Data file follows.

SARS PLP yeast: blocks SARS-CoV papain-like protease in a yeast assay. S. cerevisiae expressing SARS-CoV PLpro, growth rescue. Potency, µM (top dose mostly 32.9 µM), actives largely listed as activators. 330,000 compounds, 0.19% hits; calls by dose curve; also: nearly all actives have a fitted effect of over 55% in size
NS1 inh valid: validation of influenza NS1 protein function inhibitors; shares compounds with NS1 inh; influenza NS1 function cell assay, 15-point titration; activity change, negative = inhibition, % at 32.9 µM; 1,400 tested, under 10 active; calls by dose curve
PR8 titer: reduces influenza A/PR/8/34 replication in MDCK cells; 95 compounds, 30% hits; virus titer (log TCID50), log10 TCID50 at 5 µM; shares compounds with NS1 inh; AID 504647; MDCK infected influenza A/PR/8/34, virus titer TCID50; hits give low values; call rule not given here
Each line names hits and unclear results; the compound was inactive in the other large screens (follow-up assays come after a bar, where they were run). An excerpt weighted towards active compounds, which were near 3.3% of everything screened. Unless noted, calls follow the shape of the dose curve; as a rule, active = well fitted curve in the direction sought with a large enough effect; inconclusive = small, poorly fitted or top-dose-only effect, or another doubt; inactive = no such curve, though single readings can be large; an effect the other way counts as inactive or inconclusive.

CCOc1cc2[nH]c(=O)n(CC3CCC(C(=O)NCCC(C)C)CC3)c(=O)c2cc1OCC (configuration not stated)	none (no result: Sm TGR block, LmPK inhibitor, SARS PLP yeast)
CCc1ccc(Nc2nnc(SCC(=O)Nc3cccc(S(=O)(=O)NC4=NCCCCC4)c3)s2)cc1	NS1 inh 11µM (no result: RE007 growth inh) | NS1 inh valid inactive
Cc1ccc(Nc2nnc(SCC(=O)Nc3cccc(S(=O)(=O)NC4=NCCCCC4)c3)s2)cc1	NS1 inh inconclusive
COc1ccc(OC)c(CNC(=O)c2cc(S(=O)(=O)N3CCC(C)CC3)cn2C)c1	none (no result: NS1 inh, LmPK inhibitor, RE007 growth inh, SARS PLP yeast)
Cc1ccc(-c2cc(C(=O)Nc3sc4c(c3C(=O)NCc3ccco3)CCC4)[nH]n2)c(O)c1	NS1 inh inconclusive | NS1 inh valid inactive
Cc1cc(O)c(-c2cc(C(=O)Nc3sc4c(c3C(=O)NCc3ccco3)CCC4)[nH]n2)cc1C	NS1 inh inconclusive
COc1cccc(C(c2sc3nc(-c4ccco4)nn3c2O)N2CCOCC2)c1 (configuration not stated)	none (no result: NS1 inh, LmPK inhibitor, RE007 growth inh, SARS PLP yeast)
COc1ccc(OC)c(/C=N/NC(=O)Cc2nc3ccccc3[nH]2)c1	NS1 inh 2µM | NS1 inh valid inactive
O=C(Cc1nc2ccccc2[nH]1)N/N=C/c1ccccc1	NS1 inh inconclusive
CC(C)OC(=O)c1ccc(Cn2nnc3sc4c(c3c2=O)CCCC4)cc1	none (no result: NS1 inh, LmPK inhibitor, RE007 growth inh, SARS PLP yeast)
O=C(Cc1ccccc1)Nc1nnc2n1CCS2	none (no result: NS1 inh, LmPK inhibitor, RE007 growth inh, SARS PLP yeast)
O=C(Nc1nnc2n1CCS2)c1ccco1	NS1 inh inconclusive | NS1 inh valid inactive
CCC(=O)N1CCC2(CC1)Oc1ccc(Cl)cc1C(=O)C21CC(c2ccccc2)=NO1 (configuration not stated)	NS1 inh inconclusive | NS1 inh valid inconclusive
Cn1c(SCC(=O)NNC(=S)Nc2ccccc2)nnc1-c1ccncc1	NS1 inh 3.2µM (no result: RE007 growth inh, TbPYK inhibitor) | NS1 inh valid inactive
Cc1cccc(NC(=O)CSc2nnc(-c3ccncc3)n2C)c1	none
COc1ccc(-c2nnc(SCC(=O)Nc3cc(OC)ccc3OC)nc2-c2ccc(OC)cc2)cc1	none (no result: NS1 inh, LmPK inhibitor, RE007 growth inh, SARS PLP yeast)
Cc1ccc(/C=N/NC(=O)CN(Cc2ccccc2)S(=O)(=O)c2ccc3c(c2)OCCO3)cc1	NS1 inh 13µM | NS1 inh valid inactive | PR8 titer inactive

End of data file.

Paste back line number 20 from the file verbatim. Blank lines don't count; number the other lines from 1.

COc1ccc(-c2nnc(SCC(=O)Nc3cc(OC)ccc3OC)nc2-c2ccc(OC)cc2)cc1	none (no result: NS1 inh, LmPK inhibitor, RE007 growth inh, SARS PLP yeast)